Court Determines State Amendments Were Preempted by FCRA
In this case involving two consumer reporting agencies, a federal court ruled that the terms of the Fair Credit Reporting Act (FCRA) superseded Maine state credit reporting restrictions.
Enacted by Congress in 1970, the Fair Credit Reporting Act (FCRA) was created to "ensure fair and accurate credit reporting, promote efficiency in the banking system, and protect consumer privacy." In this capacity, the FCRA regulates the creation and utilization of consumer reports by consumer reporting agencies (CRA) for specified purposes (i.e. credit transactions, insurance, licensing, employment, etc.).
To supplement the FCRA, Maine enacted the current version of the Maine Fair Credit Reporting Act in 2013, requiring "consumer reporting agencies to adopt reasonable procedures for meeting the needs of commerce for consumer credit, personnel, insurance and other information in a manner that is fair and equitable to the consumer, with regard for confidentiality, accuracy, relevancy and proper use of this information."
In this case, Consumer Data Industry Association (CDIA) v. Frey (Maine's Attorney General, Aaron M. Frey), the trade association (comprised of two CRAs) initiated litigation in 2019 challenging two amendments to the Maine Fair Credit Reporting Act as preempted by the FCRA. The first ("An Act Regarding Credit Ratings Related to Overdue Medical Expenses") involves restrictions regarding the timeframes permitted when including medical debt in a consumer report. The second ("An Act to Provide Relief to Survivors of Economic Abuse") involves the removal of debt references from a consumer report if specific circumstances surrounding the debt were the product of "economic abuse."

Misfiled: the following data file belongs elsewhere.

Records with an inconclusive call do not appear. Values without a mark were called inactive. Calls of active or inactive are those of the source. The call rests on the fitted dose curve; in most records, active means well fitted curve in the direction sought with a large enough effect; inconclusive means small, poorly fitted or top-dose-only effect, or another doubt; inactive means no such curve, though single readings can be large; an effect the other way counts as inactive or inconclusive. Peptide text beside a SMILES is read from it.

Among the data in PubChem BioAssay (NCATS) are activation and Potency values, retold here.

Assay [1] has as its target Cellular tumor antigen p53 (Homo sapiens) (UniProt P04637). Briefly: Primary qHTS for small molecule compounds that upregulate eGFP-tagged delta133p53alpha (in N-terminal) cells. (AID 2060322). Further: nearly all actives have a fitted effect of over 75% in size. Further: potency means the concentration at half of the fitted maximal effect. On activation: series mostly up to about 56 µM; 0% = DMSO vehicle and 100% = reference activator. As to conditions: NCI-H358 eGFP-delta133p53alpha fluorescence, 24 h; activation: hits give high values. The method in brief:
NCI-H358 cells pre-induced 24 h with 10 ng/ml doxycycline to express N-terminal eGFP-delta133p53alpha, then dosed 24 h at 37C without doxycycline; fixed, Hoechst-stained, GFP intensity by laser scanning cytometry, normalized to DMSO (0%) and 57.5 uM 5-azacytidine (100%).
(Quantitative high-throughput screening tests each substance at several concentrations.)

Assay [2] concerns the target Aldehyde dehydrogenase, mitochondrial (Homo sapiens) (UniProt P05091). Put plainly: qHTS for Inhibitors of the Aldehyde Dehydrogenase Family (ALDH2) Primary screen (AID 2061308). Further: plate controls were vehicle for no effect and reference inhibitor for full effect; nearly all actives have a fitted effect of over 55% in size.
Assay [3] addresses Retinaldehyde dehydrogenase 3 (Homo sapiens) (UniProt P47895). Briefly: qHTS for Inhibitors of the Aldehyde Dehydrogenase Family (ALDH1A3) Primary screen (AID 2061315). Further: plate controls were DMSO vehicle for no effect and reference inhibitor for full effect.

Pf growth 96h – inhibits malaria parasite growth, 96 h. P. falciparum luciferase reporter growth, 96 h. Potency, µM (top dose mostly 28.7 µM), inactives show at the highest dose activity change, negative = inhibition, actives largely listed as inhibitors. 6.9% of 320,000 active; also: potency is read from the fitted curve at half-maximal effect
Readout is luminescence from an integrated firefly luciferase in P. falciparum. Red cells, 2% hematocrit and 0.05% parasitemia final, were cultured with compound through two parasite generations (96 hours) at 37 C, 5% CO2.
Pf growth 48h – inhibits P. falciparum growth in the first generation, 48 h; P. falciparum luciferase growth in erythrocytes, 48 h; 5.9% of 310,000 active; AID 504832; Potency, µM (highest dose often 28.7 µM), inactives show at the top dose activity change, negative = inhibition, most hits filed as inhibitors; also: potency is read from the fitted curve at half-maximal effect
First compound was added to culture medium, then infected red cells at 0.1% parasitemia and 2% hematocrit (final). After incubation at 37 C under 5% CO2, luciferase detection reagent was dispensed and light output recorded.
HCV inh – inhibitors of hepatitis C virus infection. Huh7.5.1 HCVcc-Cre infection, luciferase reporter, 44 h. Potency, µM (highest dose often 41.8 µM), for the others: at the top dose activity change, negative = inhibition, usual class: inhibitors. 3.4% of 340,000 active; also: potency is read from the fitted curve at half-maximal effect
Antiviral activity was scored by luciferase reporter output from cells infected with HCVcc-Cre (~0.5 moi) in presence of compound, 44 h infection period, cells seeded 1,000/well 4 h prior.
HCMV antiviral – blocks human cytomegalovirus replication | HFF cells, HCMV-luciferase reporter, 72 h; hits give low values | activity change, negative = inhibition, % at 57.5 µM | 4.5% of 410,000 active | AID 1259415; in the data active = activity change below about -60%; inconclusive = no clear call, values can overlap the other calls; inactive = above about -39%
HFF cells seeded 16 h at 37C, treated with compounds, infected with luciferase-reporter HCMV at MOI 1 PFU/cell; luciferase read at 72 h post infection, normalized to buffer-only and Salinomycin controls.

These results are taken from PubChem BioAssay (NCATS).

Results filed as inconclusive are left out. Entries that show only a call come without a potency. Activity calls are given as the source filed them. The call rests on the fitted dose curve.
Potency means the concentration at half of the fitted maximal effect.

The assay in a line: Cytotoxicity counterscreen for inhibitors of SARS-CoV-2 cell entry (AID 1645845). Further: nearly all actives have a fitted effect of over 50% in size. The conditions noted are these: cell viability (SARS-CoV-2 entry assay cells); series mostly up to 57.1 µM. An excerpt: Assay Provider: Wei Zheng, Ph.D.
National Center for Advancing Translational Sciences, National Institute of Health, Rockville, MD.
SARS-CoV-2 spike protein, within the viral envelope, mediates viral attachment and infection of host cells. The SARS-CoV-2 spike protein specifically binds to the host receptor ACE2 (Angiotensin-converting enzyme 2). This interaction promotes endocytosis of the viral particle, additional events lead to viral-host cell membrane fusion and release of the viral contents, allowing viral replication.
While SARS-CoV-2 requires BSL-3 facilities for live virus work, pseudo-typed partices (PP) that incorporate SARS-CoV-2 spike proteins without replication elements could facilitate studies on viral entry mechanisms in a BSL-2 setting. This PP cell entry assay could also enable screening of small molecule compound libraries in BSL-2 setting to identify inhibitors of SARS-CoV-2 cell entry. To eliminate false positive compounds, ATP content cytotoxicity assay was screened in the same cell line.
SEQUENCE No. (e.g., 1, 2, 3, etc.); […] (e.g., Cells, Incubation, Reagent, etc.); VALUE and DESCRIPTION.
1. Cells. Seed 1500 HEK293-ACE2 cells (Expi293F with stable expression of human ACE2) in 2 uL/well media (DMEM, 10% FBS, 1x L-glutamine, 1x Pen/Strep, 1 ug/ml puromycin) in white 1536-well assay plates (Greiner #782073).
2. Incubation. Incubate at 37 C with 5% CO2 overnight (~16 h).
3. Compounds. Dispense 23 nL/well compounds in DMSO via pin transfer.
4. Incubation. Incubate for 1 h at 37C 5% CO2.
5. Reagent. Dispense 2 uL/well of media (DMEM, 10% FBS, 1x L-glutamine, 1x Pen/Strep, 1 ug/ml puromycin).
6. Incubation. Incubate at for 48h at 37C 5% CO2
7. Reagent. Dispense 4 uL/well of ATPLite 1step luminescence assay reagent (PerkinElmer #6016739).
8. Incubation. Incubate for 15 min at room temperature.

The trade association argued that this language intended to encompass all claims related to information contained in consumer reports; the defendants argued for a more narrow interpretation. Siding with the trade association, the court determined that the language within the FCRA reflected an affirmative choice by Congress to set "uniform federal standards" as to the information contained in consumer credit reports. As such, Maine's attempt to exclude additional types of information intruded upon the subject matter Congress expressly sought to preempt from state regulation. In short, the court determined that Maine amendments were preempted by the FCRA.
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